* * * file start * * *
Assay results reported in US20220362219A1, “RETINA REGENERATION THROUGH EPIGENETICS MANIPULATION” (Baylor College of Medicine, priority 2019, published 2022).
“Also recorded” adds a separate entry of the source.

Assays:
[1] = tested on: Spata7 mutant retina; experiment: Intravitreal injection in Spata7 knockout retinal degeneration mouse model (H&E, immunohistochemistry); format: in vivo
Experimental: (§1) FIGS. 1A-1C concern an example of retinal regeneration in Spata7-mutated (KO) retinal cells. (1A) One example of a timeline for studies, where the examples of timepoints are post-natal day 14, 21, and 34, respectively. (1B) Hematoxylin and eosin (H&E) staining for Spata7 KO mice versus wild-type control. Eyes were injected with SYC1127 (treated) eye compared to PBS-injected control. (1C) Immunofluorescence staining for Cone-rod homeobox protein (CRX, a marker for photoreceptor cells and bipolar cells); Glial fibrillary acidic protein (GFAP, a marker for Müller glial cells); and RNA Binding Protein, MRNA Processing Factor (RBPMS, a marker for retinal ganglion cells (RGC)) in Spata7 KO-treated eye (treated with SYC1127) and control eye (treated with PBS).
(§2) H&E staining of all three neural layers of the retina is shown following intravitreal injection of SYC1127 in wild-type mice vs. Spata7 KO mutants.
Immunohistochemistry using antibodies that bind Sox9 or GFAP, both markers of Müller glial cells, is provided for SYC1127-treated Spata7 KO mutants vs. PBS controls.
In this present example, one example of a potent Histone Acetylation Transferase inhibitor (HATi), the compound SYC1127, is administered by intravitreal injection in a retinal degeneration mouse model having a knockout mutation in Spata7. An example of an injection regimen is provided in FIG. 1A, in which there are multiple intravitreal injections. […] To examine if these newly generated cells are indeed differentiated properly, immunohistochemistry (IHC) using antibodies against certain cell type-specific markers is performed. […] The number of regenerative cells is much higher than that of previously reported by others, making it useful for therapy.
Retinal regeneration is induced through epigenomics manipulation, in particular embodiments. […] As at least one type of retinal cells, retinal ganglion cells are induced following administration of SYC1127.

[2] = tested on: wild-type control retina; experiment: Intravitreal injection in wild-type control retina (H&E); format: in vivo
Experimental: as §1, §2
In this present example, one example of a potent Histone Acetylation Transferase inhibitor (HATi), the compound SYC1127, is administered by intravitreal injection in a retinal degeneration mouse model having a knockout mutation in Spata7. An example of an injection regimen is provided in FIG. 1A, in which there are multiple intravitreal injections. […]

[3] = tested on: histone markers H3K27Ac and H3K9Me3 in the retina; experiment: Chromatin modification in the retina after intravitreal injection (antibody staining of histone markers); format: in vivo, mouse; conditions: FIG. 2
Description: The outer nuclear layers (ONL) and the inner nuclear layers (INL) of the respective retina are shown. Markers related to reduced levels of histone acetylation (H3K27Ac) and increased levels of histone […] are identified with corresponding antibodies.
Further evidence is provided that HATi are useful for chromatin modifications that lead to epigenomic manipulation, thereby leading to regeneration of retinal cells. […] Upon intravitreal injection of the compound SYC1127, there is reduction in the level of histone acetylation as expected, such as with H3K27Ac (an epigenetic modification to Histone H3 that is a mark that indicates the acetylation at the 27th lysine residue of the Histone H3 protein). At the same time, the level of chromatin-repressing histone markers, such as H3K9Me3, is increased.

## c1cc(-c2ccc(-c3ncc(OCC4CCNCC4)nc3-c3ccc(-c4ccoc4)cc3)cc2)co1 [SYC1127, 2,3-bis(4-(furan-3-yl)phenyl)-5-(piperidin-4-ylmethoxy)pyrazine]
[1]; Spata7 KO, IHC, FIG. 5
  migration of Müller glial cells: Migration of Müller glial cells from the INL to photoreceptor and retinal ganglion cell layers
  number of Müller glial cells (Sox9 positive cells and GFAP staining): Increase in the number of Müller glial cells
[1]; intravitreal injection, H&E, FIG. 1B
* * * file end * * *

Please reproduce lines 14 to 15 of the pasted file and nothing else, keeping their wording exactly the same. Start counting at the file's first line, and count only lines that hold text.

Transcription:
Description: The outer nuclear layers (ONL) and the inner nuclear layers (INL) of the respective retina are shown. Markers related to reduced levels of histone acetylation (H3K27Ac) and increased levels of histone […] are identified with corresponding antibodies.
Further evidence is provided that HATi are useful for chromatin modifications that lead to epigenomic manipulation, thereby leading to regeneration of retinal cells. […] Upon intravitreal injection of the compound SYC1127, there is reduction in the level of histone acetylation as expected, such as with H3K27Ac (an epigenetic modification to Histone H3 that is a mark that indicates the acetylation at the 27th lysine residue of the Histone H3 protein). At the same time, the level of chromatin-repressing histone markers, such as H3K9Me3, is increased.